Alternative food sources interfere with removal of a fungal amphibian pathogen by zooplankton.

Published online
10 Dec 2021
Content type
Journal article
Journal title
Journal of Applied Ecology

Deknock, A. & Pasmans, F. & Leeuwenberg, R. van & Praet, S. van & Bruneel, S. & Lens, L. & Croubels, S. & Martel, A. & Goethals, P.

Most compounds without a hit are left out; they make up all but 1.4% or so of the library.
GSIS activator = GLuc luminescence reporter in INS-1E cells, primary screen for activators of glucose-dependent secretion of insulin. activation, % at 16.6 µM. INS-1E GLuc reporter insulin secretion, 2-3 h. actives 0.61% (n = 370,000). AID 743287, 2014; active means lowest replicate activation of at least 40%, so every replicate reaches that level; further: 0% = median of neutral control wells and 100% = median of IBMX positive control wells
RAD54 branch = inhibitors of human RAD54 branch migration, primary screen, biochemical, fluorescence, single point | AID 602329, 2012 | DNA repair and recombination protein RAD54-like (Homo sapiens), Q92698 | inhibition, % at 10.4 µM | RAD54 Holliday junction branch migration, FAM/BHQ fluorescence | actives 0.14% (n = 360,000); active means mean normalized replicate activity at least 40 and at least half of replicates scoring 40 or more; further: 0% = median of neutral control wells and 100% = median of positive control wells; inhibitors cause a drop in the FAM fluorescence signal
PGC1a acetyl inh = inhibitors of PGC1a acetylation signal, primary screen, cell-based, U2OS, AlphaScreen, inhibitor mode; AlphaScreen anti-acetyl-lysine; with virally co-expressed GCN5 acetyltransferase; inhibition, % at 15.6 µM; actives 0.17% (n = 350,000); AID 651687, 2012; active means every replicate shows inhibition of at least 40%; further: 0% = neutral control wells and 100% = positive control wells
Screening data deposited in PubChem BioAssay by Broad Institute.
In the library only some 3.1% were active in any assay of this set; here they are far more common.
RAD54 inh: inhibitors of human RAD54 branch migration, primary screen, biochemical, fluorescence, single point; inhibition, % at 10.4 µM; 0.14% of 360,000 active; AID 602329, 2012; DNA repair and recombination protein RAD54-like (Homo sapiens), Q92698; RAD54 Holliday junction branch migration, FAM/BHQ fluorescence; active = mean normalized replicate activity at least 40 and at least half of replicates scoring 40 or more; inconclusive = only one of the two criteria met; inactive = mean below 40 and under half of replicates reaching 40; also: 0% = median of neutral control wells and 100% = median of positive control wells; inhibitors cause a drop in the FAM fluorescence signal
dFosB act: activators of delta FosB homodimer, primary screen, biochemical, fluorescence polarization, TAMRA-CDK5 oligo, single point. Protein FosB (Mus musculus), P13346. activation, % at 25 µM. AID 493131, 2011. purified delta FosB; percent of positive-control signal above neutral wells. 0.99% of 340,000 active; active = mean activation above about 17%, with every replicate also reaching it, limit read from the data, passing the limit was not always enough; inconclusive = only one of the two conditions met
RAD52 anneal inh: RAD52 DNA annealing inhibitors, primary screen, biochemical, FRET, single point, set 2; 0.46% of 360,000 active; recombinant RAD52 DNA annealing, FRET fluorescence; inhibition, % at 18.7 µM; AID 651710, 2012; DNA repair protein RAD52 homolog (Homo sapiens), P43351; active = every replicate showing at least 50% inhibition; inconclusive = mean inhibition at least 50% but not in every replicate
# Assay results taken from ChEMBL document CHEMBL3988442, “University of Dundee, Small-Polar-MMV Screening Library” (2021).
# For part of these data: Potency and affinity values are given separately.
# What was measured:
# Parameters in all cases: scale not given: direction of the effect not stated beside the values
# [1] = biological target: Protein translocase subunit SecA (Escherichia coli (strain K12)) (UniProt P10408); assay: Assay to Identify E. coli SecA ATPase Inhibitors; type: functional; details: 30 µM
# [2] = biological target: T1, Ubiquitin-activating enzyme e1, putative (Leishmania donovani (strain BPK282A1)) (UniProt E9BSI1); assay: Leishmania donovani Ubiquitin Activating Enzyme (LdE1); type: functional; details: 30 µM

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While the amphibian disease chytridiomycosis is causing ongoing population declines and biodiversity losses around the globe, efficient mitigation strategies are lacking. The free-living zoospores of the causative agents of this disease, the chytrid pathogens Batrachochytrium dendrobatidis (Bd) and Batrachochytrium salamandrivorans (Bsal), are a potential food source for filter-feeding micropredators as part of the aquatic food web. While consumption of zoospores can lower environmental pathogen loads, alternative food sources may interfere with pathogen removal rates. We compared the ability of three filter-feeding zooplankton species, the cladoceran Daphnia magna, the rotifer Brachionus calyciflorus and the ostracod Heterocypris incongruens, to remove Bd zoospores in water and investigated the effect of alternative food sources, the green algae Pseudokirchneriella subcapitata and Chlorella vulgaris, on zoospore ingestion by D. magna. Daphnia magna was the only micropredator candidate that effectively removed Bd zoospores from its environment, with an average removal rate of 1,012 ± 542 GE ind.-1 hr-1 within our test system. High concentrations (1 × 105 cells/ml) of large and easily ingestible P. subcapitata reduced pathogen removal rates, whereas the small and less edible C. vulgaris did not interfere with pathogen removal. Synthesis and applications. We showed that Daphnia spp., which are keystone species in all sorts of aquatic habitats worldwide, are promising target agents for biologically mitigating chytridiomycosis infections and how natural food sources may interfere with this strategy. We also suggest potential management actions for biological disease mitigation, aiming to optimize environmental conditions for these target filter feeders, thereby reducing pathogen densities and eventually infection pressure in amphibian hosts. Examples of such management actions include, but are not limited to, removal of planktivorous fish, habitat restoration, nutrient control or agrochemical regulation in the vicinity of amphibian breeding ponds. Further studies, including field trials, are needed to confirm the effects of pathogen consumption on infection dynamics in natural situations and investigate the impact of intervention actions.

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